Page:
I'm not sure I understand all of that but here's something I understand perfectly: To become the proud owner of one of these will set me back US$999. I also understand perfectly that if I were to drop US$999 for one, I will have wasted my money.

That processor, out of the box, is utterly useless.

Unwrap it and set it on your desk. There it will sit. It will accomplish nothing. In practice, it will be completely indistinguishable from a stone of roughly the same proportions.

Let's look at what it will take to get our US$999 worth out of this little jewel.

First, it needs to be directly connected to a source of power, something that will bring it to life and keep it alive. It also needs to be connected to and communicate with memory and storage, with a keyboard, a mouse, a display, speakers and a printer. It requires software, too, of course.

And even then, it can't really do anything. The real power of that processor can only fully be realized when the computer it runs in is connected to a network of computers.

Power. Contacts. Connections. Input. Output. Software. Communications. A network.

You, the project manager, are that processor.

As necessary and valuable as your technical and project management skills may be, they're not enough to ensure project or career success. It's impossible for you or the stakeholders on your projects and in your career to realize the value you bring unless you are well and fully connected, playing a central role in your stakeholder networks.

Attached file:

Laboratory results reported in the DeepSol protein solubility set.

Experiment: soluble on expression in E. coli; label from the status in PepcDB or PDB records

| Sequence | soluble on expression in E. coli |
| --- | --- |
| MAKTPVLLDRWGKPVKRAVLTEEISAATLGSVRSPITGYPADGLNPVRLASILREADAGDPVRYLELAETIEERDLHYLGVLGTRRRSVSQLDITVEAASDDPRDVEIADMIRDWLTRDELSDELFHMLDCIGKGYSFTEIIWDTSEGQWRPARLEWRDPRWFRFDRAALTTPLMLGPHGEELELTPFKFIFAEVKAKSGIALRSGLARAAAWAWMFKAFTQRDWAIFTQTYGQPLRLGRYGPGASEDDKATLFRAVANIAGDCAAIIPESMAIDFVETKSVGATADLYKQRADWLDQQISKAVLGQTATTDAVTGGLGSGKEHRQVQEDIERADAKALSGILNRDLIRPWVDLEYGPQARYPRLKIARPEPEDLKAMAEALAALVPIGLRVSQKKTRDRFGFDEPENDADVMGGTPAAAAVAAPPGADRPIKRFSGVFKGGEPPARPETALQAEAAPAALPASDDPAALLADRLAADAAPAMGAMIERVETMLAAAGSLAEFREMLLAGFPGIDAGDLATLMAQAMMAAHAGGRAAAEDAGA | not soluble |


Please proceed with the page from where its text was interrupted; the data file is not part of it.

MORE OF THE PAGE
We increase the value we bring to our stakeholders by increasing the number and quality of our contacts, by developing strong connections, by creating input/output channels and cultivating communication skills, and by being connected to sources of power and influence. To the extent that we can increase our own value proposition, we can make ourselves more valuable to our stakeholders and in the marketplace.

Risk Simulation

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When we prepare our risk management plan, we believe it will work. The irony is that its effectiveness is only revealed when the risk actually occurs. But have you ever thought of simulating the risk?

Let's start with two very basic risks that can occur with any IT project:

1.    Critical project worker goes on emergency leave
2.    Database server goes down one week before the release

How would you simulate and manage those risks?